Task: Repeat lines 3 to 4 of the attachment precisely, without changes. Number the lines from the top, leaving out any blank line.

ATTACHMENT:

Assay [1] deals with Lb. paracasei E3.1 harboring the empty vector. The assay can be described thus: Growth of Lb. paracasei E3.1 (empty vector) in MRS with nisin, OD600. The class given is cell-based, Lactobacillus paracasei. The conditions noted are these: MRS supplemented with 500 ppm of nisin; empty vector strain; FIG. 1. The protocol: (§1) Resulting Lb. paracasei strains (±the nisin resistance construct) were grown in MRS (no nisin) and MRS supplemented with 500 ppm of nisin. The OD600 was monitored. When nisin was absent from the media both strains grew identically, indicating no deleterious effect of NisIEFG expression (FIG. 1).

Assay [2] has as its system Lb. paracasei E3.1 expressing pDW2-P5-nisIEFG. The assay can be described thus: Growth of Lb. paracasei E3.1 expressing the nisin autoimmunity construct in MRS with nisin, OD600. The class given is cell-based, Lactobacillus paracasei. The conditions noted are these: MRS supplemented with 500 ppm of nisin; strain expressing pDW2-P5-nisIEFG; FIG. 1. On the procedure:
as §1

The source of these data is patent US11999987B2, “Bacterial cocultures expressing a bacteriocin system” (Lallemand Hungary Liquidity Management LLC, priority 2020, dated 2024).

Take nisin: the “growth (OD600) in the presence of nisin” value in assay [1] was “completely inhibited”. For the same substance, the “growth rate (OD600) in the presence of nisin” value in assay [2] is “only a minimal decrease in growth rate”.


as §1

The source of these data is patent US11999987B2, “Bacterial cocultures expressing a bacteriocin system” (Lallemand Hungary Liquidity Management LLC, priority 2020, dated 2024).